In 1944, U.S. Marine Marvin Strombo, deployed to the Pacific island of Saipan, found a Japanese flag on the body of a fallen Japanese soldier. On Tuesday, Strombo was able to return that flag to the brother and sisters of Sadao Yasue.
Strombo found the flag, covered with the signatures of 180 people from Yasue’s hometown of Higashi-Shirakaw wishing for his safe return. “Long-lasting fortune in battle,” the flag read at the top.
“I finally realized that if I didn’t take it, somebody else would have and it would be lost forever,” Strombo said in an interview. “So the only way I could do that, as I reached out to take the flag, I made a promise to him that some day I would try to return it.”
Strombo, 20 years old at the time and a part of a scout-sniping platoon, picked up the flag and brought it back the U.S. with him. For the past several decades, he displayed the flag in the glass-fronted gun cabinet in his home in Missoula, Montana.
Strombo recently traveled about 5,300 miles to the small Japanese village to return the flag to Sadao Yasue’s family.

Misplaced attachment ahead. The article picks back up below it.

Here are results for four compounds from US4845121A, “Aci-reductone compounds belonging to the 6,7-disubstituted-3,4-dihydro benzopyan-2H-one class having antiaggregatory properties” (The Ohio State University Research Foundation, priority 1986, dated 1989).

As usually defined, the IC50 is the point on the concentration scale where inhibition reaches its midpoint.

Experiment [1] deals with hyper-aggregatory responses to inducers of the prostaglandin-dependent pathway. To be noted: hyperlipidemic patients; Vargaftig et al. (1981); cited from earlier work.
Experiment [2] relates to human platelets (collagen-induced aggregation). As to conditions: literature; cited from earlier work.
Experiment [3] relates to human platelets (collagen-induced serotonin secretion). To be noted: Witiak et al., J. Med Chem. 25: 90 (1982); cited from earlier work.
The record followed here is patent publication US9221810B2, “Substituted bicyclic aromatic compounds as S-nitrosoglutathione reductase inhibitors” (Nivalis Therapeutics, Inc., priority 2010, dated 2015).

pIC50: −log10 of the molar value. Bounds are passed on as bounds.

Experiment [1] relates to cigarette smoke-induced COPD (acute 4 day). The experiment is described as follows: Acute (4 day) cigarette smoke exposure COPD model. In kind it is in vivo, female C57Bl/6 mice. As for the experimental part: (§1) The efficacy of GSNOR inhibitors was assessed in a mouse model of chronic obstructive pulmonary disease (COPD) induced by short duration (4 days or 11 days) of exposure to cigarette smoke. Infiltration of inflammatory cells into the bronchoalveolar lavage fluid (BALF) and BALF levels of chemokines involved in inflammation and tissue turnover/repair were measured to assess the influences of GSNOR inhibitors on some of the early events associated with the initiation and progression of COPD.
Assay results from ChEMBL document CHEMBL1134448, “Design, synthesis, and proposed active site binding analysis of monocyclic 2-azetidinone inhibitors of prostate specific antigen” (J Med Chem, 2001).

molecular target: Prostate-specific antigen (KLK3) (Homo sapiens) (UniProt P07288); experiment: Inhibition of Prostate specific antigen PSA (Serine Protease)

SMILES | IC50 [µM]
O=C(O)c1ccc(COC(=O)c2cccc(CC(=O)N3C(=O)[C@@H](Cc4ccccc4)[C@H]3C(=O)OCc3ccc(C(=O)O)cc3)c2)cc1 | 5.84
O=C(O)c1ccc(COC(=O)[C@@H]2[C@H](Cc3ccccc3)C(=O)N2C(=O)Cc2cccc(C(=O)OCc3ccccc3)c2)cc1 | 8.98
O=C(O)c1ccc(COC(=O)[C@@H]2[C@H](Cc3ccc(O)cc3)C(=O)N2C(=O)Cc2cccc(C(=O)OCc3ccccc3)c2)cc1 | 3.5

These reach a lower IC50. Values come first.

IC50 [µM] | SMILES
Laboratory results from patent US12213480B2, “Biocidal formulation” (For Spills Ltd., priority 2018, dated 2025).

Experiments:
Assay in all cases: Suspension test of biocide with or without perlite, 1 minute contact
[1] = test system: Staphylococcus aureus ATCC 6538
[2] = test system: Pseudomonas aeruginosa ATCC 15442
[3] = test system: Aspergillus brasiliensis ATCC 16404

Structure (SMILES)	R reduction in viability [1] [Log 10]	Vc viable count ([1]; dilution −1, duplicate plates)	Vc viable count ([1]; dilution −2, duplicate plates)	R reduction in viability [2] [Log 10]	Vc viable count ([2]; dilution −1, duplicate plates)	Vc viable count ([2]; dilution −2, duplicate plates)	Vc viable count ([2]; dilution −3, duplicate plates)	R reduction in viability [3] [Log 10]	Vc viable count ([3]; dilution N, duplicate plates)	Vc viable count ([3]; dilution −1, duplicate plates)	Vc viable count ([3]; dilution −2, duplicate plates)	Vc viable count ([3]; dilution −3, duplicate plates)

“I had such a moment with your brother 73 years ago. I promised him one day I would return the flag to his family,” Strombo told the family, the Washington Post reported. “It took a long time, but I was able to bring the flag back to you, where it belongs.”
Sadao Yasue’s 89-year-old brother, Tatsuya Yasue, and 93-year-old sister, Sayoko Furuta, were overcome with emotion when they saw the flag.
“Looking at this flag, the signatures are very clear, and I can almost smell my brother’s skin from the flag,” Tatsuya Yasue said. “We know that you have kept it well for so long.”
“It smelled like my good old big brother, and it smelled like our mother’s home cooking we ate together,” Tatsuya Yasue added, according to the Associated Press. “The flag will be our treasure.”
“I was so happy that I returned the flag,” Strombo said. “I can see how much the flag meant to her. That almost made me cry … It meant everything in the world to her.”
Tatsuya Yasue said the last time he saw his brother was in 1943, one day before he left for the South Pacific to fight in the war. One year later, a wooden box containing stones arrived, signifying his death. Authorities told the family that he died on July 18, 1944, the same day Saipan fell.
“That’s all we were told about my brother. We never knew exactly when, where or how he died,” Tatsuya Yasue said.
Strombo said he found Sadao Yasue’s body on the outskirts of Garapan. He said he likely died of a concussion from a mortar round.
In 2012, Strombo was put in touch with non-profit group Obon Society, which helps veterans return Japanese flags to the families of fallen soldiers.